|The Lhasa Apso - Smart and Lively
The Lhasa Apso comes from Tibet and its name comes from the sacred city of Lhasa. For at least 2,000 years the Lhasa Apso was only bred in Tibet by either holy men or nobles and was often used to guard temples and monasteries and they were considered a sacred animal. Luckily because of the Dalai Lama the breed spread to other parts of the world as he would present them as gifts to visiting foreign diplomats. The breed was first seen outside Tibet in Britain in the 1920’s and then they were introduced in the US in the 1930’s.
The Lhasa Apso is part of the AKC Non Sporting group and was admitted to the American Kennel Club in 1935 in the Terrier Group and where then reassigned to the Non Sporting group in 1959.
Height: 10-11 inches
Weight: 13-15 pounds
Longevity: Generally about 15 years but some have been known to live past 18 years
The Lhasa Apso has a long, heavy double coat which drapes over its entire body to the floor and looks like a smaller version of the Old English Sheepdog. The coat of a Lhasa Apso is straight, hard and heavy and it should cascade from the head over their eyes. It should also have a dark beard and moustache and the muzzle is not square but is of medium length. They have small dark deep set eyes with heavy feathered ears and the tail is also feathered and carried over the dogs back.
Color: Gold, Cream, Honey, also comes in Smoke, Dark Grizzle, Slate, Various shades of brown and White & Black.
The Lhasa Apso is very friendly although assertive as well as being intelligent and lively. They are spirited and devoted pets and are naturally suspicious of strangers and can be very affectionate to their owners. However, some Lhasa Apso’s can be quite willful whilst other will do anything their owner asks them to do. It is important that this dog can be quite noisy and their persistent loud bark gives the impression of them being a bigger dog than they really are.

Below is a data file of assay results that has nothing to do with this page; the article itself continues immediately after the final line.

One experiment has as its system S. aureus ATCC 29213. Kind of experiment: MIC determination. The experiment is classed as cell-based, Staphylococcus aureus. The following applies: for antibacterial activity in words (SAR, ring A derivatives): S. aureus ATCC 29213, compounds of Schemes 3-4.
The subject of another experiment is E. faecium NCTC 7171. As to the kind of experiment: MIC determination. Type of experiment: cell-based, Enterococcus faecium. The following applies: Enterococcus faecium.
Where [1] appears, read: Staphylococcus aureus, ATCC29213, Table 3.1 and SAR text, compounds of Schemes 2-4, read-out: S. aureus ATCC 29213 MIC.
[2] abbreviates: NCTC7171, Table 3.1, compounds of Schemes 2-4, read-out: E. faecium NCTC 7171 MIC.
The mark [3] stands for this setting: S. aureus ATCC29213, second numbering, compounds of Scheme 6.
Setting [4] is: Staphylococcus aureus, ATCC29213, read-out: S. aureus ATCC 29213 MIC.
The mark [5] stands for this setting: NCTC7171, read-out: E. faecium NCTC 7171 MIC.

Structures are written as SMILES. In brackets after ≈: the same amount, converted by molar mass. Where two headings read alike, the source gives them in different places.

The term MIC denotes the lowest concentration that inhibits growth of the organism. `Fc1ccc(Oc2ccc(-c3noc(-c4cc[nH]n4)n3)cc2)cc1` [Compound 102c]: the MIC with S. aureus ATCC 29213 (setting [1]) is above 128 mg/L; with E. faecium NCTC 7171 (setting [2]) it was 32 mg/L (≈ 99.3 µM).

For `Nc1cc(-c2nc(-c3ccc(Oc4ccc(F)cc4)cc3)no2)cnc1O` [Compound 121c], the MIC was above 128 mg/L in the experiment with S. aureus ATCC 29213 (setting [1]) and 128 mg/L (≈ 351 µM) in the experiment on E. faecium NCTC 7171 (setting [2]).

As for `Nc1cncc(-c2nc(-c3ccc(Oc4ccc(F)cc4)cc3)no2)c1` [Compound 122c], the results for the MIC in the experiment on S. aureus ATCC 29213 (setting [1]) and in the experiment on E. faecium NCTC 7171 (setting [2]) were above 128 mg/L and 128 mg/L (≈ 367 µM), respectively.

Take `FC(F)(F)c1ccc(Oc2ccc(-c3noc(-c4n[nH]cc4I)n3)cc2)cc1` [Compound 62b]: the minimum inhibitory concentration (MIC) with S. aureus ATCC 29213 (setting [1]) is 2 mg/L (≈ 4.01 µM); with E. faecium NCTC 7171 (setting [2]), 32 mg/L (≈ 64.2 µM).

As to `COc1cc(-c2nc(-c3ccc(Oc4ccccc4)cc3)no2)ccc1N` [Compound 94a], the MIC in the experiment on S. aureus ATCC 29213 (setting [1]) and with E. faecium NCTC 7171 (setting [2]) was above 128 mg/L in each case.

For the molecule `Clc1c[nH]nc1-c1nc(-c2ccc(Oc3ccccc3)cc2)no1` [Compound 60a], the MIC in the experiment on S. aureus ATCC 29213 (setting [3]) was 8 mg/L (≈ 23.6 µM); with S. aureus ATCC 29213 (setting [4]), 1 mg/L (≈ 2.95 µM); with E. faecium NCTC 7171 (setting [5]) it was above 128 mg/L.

Generally the Lhasa Apso is a very healthy dog, but they may sometimes suffer from skin problems if their coat is not kept free of parasites. Some of them may have a slight tendency to suffer from hip displaysia as well as kidney or eye problems and on occasions some may suffer from bleeding ulcers.
The Lhasa Apso is able to cope with living in an apartment and can be very active when indoors. They do in fact like to be walked and enjoy scrambling about and if given the chance will like to run about and play. But the Lhasa Apso is a breed of dog which does not demand much exercise.
Because they have a long coat which parts at the pine and falls straight down on either side it needs to be trimmed or stripped. But when they have a full coat they need to be brushed once a day to stop the coat from matting. They can be dry shampooed when it is necessary and the feet should be checked regularly for hair matting or foreign objects getting stuck in them. The eyes and ears of a Lhasa Apso should be cleaned meticulously as they tend to tear. The Lhasa Apso is considered to be an average shedder breed.
Lhasa Apso Dog Guide
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